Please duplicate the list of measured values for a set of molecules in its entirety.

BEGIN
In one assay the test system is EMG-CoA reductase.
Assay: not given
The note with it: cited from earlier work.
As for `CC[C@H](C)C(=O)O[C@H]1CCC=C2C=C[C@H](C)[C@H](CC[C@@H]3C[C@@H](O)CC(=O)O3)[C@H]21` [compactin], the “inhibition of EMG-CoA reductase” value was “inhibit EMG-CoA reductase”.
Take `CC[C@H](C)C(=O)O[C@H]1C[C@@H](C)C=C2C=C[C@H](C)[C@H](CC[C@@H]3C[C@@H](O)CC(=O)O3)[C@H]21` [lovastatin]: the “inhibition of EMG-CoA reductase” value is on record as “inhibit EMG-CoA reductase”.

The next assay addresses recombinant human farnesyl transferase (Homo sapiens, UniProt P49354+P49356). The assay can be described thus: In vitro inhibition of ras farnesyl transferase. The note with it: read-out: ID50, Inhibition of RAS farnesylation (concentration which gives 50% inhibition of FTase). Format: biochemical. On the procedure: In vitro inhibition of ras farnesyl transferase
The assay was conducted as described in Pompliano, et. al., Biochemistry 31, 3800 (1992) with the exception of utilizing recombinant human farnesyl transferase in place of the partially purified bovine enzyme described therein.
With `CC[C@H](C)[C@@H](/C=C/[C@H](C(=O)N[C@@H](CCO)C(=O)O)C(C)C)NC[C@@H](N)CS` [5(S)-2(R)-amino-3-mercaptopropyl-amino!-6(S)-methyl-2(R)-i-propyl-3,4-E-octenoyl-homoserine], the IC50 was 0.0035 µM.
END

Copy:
In one assay the test system is EMG-CoA reductase.
Assay: not given
The note with it: cited from earlier work.
As for `CC[C@H](C)C(=O)O[C@H]1CCC=C2C=C[C@H](C)[C@H](CC[C@@H]3C[C@@H](O)CC(=O)O3)[C@H]21` [compactin], the “inhibition of EMG-CoA reductase” value was “inhibit EMG-CoA reductase”.
Take `CC[C@H](C)C(=O)O[C@H]1C[C@@H](C)C=C2C=C[C@H](C)[C@H](CC[C@@H]3C[C@@H](O)CC(=O)O3)[C@H]21` [lovastatin]: the “inhibition of EMG-CoA reductase” value is on record as “inhibit EMG-CoA reductase”.

The next assay addresses recombinant human farnesyl transferase (Homo sapiens, UniProt P49354+P49356). The assay can be described thus: In vitro inhibition of ras farnesyl transferase. The note with it: read-out: ID50, Inhibition of RAS farnesylation (concentration which gives 50% inhibition of FTase). Format: biochemical. On the procedure: In vitro inhibition of ras farnesyl transferase
The assay was conducted as described in Pompliano, et. al., Biochemistry 31, 3800 (1992) with the exception of utilizing recombinant human farnesyl transferase in place of the partially purified bovine enzyme described therein.
With `CC[C@H](C)[C@@H](/C=C/[C@H](C(=O)N[C@@H](CCO)C(=O)O)C(C)C)NC[C@@H](N)CS` [5(S)-2(R)-amino-3-mercaptopropyl-amino!-6(S)-methyl-2(R)-i-propyl-3,4-E-octenoyl-homoserine], the IC50 was 0.0035 µM.